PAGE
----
This trigger then enables the healthcare provider to reach out to the patient to understand what has caused the behavior change (e.g. if they’ve been experiencing side effects). If the new behavior has a worse adherence than the previous one, then the healthcare provider can advise the patient to switch back to their previous medication intake habit, as well as provide them with the guidance and instructions that will enable them to do so effectively.

Managing Patient Adherence in Clinical Trials

Medication adherence management methods can single-handedly improve clinical results and conclusions. However, digital monitoring technology further enables:

  • Drug developers or clinical study supervisors to achieve true optimization for their drug development, using proven and effective monitoring of patient non-compliance  within their clinical trials; and
  • Brand managers or innovation packaging managers to help their organization stand out and differentiate themselves against their competitors by taking the additional steps to improve the safety and efficacy of their therapies

The ability to measure patient signals and automatically or promptly administer, medication provides a closed feedback loop that has the potential to optimize effectiveness for individual patients, ensure the robust continuation of medication and optimize patients’ outcomes.

Non-digital methods, such as pill counts, blood sampling, and patients’ self-report, may be widely used, but they are not accurate, tend to overestimate medication intake, and can bias the results of adherence research.

Overall, digital monitoring is at the cornerstone of new technology adoption to replace unreliable methods to assess patient adherence. This is especially true given that today’s industry-leading platforms can:

  • Optimize drug development using adherence-informed clinical trials;
  • Ensure high fidelity to the dosing regimen specified in the clinical trial protocols, as suggested; by the U.S.  FDA and EMA
  • Identify structural deficiencies during clinical trials;
  • Gather key patient adherence behavioral data for successful marketing strategy;
  • Improve medication adherence, data quality, and integrity; and
  • Support proactive evidence-based risk mitigation strategies.

Smart Packaging  = 97% accuracy

Advanced digital patient adherence monitoring provides complete oversight of the adherence metrics and risk indicators that matter the most. According to studies, smart packaging/device monitoring is 97% accurate, ahead of drug levels and markers (70%), pill counts (60%), healthcare professional ratings (50%) and patient self-reporting and electronic patient diaries (27%).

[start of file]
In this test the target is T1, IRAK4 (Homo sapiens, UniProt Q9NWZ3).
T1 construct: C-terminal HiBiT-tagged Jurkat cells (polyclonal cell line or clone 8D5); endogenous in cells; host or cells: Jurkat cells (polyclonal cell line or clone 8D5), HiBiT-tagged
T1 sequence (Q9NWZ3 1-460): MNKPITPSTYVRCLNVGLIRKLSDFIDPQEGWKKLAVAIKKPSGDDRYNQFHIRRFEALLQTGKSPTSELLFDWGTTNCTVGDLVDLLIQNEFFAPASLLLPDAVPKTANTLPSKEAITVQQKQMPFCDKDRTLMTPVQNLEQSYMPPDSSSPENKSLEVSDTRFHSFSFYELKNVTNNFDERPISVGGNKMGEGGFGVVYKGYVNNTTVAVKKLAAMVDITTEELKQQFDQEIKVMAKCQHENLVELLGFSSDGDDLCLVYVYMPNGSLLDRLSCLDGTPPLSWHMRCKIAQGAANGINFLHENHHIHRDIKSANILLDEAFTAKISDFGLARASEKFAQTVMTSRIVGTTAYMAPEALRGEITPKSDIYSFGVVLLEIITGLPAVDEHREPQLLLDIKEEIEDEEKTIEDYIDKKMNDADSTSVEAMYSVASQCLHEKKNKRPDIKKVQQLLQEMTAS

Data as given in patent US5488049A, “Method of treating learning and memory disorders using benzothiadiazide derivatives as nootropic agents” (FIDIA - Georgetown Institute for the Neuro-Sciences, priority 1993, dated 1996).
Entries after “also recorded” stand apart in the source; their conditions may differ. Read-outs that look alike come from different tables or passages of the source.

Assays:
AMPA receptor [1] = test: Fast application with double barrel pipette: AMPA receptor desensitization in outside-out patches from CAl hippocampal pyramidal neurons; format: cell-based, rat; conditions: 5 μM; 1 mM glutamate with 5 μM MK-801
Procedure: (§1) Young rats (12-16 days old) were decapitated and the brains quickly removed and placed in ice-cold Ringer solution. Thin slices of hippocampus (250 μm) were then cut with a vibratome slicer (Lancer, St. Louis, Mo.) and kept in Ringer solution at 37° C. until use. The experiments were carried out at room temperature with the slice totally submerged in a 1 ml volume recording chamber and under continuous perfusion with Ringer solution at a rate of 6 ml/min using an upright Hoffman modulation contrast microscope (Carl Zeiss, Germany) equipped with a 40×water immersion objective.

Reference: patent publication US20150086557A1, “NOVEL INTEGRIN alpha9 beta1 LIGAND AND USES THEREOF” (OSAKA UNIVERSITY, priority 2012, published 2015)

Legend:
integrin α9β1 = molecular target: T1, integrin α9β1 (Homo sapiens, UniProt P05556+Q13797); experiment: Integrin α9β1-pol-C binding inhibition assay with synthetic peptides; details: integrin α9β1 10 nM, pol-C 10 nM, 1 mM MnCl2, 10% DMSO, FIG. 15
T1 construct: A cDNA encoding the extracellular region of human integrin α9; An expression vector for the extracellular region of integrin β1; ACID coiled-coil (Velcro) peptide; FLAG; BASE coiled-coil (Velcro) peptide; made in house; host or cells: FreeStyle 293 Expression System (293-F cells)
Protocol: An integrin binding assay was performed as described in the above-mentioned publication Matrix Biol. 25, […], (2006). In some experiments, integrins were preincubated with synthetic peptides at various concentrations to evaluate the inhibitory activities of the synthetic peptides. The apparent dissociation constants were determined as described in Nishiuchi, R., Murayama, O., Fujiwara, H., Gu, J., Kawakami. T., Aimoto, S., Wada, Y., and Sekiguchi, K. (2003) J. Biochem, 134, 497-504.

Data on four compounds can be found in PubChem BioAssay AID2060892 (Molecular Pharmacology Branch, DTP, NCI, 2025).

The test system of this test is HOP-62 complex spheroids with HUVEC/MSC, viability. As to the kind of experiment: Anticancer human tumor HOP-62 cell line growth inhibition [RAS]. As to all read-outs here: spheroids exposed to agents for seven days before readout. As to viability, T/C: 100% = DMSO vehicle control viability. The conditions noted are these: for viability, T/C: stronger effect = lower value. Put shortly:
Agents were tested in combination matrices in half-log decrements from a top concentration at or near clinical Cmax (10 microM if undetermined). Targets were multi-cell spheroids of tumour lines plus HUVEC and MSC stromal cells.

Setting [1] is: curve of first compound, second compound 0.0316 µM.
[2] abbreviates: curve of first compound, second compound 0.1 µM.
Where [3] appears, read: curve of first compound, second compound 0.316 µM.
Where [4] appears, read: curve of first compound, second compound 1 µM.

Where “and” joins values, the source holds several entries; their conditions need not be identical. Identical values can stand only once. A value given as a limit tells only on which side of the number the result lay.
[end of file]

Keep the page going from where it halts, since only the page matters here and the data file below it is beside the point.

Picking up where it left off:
Smart packaging is frictionless and thus more effective compared to using just app-based methods. App-based solutions may struggle to gain compliance from non-adherent types compared to if you were using passive measurements from smart packaging, which will capture both adherent and non-adherent types of patients.

Digital Times Call for Digital Patient Adherence Monitoring

Particularly state-of-the-art measures that have been designed to deliver clinical trial success by using reliable, up-to-the-minute, evidence-based tactics. These measures have been honed and perfected over several product generations.

Such digital solutions not only provide more reliable data, but also more detailed data about actual patient adherence, such as dose frequency, dose interval, and medication dose timing—details that traditional methods do not capture. Digital monitoring shows that poor adherence, especially dosage omission or changing intervals, is more prevalent than previously recognized.

These smarter monitoring systems enable sponsors to improve drug efficacy by managing patient adherence to the study medications. With digital medication adherence monitoring, pharmaceutical companies can safeguard their clinical trials and build a stronger argument about the efficacy of their medication from the development stage to commercialization. 


  1. https://www.who.int/chp/knowledge/publications/adherence_report/en/
  2. Adherence to medications: insights arising from studies on the unreliable link between prescribed and actual drug dosing histories. Blaschke TF, Osterberg L, Vrijens B, Urquhart J. Annu Rev Pharmacol Toxicol. 2012;52:275-301
  3. https://www.oecd-ilibrary.org/social-issues-migration-health/investing-in-medication-adherence-improves-health-outcomes-and-health-system-efficiency_8178962c-en
  4. https://www.oecd-ilibrary.org/social-issues-migration-health/investing-in-medication-adherence-improves-health-outcomes-and-health-system-efficiency_8178962c-en

About the Author

Bernard holds a PhD from the Department of Applied Mathematics and Informatics from Ghent University, Belgium. As Scientific Lead at AARDEX ® Group, Bernard oversees the research and development of sophisticated analytical methods for monitoring participant medication-taking behaviours. 

Along with providing guidance on adherence to Pharmaceutical, BioPharma, and Academic organizations, Bernard is a founding member of the International Society for Patient Adherence (ESPACOMP) and is an active member of several EU and US-funded consortiums that focus on adherence. Having co-authored several book chapters, over 100 peer-reviewed scientific papers, Bernard is considered an expert in his field.